Francis Kéré becomes First African Architect to Design Serpentine Pavilion
Debedo Francis Kéré has been recently selected as the first African architect to design the annual Serpentine Galleries pavilion. Since its launch in 2000, this annual commission has become one of the most anticipated events in the global cultural calendar and a leading visitor attraction during London’s summer season. The selection process was screened by Serpentine artistic director Hans Ulrich Obrist and CEO Yana Peel with advisors David Adjaye and Richard Rogers.
Kéré’s approach is unique – he believes in building with materials that are available to him, yet he is not shy to take advantage of the newly available resources that such a project offers. This allows him to design a canopy that is similar to a hat worn by a Zulu bride – if you poke an opening on top. This saucer-like design allows the structure to capture rain-water and spill it inside the structure like an upside-down fountain.
According to Francis Kéré, “In Burkina Faso, the tree is a place where people gather together, where everyday activities play out under the shade of its branches. My design for the Serpentine Pavilion has a great over-hanging roof canopy made of steel and a transparent skin covering the structure, which allows sunlight to enter the space while also protecting it from the rain. Wooden shading elements line the underside of the roof to create a dynamic shadow effect on the interior spaces. This combination of features promotes a sense of freedom and community; like the shade of the tree branches, the Pavilion becomes a place where people can gather and share their daily experiences.”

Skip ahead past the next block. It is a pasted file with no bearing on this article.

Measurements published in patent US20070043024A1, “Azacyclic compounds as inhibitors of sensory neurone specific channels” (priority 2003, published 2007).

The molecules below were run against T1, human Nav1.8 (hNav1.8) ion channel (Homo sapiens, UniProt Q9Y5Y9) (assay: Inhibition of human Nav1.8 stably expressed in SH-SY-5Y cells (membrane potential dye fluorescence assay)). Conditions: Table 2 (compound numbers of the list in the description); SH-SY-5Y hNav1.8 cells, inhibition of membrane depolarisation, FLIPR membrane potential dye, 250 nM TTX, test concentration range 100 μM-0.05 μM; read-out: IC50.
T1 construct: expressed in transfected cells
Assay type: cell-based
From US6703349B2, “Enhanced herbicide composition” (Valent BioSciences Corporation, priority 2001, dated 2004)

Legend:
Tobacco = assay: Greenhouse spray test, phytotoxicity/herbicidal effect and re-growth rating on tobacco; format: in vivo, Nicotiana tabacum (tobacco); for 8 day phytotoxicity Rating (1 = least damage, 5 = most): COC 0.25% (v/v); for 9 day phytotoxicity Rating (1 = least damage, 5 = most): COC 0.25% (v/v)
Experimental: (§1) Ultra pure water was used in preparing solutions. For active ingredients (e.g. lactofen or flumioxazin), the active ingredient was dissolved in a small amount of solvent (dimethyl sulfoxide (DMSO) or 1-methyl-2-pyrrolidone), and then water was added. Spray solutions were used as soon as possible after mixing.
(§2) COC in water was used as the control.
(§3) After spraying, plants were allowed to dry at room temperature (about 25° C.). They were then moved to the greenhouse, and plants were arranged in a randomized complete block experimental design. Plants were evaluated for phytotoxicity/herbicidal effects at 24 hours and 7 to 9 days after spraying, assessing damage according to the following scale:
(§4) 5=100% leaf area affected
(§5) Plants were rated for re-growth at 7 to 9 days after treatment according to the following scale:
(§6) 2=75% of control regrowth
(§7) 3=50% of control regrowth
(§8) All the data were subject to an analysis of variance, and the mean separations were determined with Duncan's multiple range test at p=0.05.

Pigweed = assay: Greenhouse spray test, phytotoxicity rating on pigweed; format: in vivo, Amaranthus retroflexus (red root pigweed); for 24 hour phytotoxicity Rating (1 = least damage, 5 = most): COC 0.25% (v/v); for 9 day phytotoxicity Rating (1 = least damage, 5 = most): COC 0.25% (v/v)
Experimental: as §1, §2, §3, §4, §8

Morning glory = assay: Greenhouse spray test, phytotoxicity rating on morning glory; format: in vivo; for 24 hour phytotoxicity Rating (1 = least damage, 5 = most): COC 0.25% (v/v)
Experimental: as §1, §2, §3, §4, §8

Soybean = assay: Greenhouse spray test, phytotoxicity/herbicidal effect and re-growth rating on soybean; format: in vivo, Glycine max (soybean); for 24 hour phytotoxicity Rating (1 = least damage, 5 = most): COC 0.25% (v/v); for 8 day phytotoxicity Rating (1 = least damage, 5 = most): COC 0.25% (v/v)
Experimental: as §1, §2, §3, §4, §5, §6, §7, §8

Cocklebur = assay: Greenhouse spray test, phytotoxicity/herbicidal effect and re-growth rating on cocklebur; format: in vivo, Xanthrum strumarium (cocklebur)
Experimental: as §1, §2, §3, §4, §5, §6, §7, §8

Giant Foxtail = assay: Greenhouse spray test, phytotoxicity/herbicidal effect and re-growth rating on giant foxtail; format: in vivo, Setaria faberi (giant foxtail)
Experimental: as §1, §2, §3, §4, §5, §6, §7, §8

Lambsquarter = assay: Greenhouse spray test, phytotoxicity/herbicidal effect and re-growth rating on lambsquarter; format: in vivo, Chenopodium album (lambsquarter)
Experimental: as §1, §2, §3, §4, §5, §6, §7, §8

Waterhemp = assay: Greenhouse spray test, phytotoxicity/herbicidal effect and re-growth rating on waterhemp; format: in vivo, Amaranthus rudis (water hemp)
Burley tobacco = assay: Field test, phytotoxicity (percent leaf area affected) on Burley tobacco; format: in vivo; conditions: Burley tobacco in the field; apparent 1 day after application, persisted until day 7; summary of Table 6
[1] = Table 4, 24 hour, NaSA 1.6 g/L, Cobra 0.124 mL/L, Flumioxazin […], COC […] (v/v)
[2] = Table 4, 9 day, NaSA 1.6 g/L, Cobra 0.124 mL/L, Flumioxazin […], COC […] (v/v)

Kéré has positively embraced British climate in his design, creating a structure that engages with the ever-changing London weather in creative ways. The Pavilion has four separate entry points with an open air courtyard in the centre, where visitors can sit and relax during sunny days. In the case of rain, an oculus funnels any water that collects on the roof into a spectacular waterfall effect, before it is evacuated through a drainage system in the floor for later use in irrigating the park. Both the roof and wall system are made from wood. By day, they act as solar shading, creating pools of dappled shadows. By night, the walls become a source of illumination as small perforations twinkle with the movement and activity from inside.
Debedo Francis Kéré was born in 1965 in Gando, Burkino Faso. He trained at the Technical University of Berlin and is the principal architect at Kéré Architecture in Berlin. Kéré Architecture has been recognised nationally and internationally with awards including the Aga Khan award for Architecture (2004) for his first building, a primary school in Gando, Burkina Faso; LOCUS Global award for Sustainable Architecture (2009); Global Holcim Gold award (2011 and 2012); Green Planet Architects award (2013); Schelling Architecture Foundation award (2014) and the Kenneth Hudson award – European Museum of the Year (2015).
January 18, 2019
January 18, 2019